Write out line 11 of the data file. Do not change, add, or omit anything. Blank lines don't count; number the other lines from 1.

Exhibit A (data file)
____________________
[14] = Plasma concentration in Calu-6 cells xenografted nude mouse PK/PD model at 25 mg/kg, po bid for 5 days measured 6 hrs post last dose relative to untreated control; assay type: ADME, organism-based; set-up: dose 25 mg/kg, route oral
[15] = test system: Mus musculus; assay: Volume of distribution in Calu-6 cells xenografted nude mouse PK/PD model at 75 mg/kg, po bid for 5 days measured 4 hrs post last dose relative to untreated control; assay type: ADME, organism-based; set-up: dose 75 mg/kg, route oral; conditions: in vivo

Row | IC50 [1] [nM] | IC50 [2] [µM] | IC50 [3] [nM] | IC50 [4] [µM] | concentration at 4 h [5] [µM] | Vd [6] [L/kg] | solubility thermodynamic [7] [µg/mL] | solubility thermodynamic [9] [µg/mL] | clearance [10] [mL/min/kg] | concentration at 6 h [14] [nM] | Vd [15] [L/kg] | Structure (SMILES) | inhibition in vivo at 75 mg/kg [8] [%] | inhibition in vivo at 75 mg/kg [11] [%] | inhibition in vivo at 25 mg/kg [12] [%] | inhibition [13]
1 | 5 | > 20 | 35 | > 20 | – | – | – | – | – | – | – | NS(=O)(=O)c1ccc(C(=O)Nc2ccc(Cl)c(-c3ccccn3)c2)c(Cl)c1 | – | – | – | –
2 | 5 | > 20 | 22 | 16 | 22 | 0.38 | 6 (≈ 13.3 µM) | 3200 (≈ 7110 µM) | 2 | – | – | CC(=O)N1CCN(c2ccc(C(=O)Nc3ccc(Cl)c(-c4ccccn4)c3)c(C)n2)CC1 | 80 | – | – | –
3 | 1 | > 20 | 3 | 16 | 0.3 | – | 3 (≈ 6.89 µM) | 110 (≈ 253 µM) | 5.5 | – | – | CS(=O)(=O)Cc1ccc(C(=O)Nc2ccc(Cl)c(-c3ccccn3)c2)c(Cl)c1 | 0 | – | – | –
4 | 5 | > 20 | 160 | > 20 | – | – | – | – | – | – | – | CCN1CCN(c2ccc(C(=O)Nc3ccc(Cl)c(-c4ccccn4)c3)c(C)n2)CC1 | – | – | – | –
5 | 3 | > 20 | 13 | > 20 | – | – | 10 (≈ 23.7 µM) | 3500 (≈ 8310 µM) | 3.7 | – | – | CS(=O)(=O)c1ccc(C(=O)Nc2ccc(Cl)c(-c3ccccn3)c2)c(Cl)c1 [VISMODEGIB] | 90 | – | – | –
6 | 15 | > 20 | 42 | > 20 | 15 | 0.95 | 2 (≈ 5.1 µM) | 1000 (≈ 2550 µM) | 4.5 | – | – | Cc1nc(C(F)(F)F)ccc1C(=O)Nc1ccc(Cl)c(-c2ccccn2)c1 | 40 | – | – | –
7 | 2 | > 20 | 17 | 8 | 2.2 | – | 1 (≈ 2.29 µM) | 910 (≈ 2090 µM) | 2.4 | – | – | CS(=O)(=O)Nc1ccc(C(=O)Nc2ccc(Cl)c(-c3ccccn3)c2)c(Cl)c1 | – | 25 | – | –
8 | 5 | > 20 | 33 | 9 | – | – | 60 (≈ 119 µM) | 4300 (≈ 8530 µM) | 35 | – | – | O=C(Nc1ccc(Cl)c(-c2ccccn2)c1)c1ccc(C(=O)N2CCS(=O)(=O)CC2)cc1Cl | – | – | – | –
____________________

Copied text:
8 | 5 | > 20 | 33 | 9 | – | – | 60 (≈ 119 µM) | 4300 (≈ 8530 µM) | 35 | – | – | O=C(Nc1ccc(Cl)c(-c2ccccn2)c1)c1ccc(C(=O)N2CCS(=O)(=O)CC2)cc1Cl | – | – | – | –